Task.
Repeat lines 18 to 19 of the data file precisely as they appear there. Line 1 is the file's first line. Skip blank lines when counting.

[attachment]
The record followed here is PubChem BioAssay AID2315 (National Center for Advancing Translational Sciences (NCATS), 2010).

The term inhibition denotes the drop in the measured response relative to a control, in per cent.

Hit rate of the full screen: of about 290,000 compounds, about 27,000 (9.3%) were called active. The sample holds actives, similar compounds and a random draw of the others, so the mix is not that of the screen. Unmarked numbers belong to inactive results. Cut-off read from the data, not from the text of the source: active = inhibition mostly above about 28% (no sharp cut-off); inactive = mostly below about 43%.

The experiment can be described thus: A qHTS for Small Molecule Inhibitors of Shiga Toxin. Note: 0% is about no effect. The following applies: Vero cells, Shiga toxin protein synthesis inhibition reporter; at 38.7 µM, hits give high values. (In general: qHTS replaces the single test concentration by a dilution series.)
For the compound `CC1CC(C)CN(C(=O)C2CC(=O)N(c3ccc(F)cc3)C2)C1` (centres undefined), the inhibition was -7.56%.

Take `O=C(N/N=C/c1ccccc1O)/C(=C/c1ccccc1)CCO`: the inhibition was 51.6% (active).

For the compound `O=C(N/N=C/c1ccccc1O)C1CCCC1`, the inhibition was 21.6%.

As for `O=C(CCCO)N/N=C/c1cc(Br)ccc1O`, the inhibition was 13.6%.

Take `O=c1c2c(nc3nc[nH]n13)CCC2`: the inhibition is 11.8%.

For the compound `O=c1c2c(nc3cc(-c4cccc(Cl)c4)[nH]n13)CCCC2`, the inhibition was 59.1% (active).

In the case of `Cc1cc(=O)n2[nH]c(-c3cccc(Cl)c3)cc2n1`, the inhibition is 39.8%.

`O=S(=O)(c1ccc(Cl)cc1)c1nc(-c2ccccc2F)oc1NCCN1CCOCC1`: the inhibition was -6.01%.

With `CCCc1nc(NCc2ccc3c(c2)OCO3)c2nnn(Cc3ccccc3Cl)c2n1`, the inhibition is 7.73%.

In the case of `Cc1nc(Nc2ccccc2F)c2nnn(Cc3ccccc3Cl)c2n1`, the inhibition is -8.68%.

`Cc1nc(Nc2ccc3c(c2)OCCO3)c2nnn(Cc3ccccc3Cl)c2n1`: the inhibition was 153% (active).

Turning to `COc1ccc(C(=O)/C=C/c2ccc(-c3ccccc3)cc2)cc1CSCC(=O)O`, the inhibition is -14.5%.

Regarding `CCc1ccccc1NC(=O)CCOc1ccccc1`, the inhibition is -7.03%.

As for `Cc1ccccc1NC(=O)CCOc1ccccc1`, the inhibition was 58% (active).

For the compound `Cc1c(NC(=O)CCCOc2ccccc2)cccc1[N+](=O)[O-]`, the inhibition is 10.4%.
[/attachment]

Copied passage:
As for `Cc1ccccc1NC(=O)CCOc1ccccc1`, the inhibition was 58% (active).

For the compound `Cc1c(NC(=O)CCCOc2ccccc2)cccc1[N+](=O)[O-]`, the inhibition is 10.4%.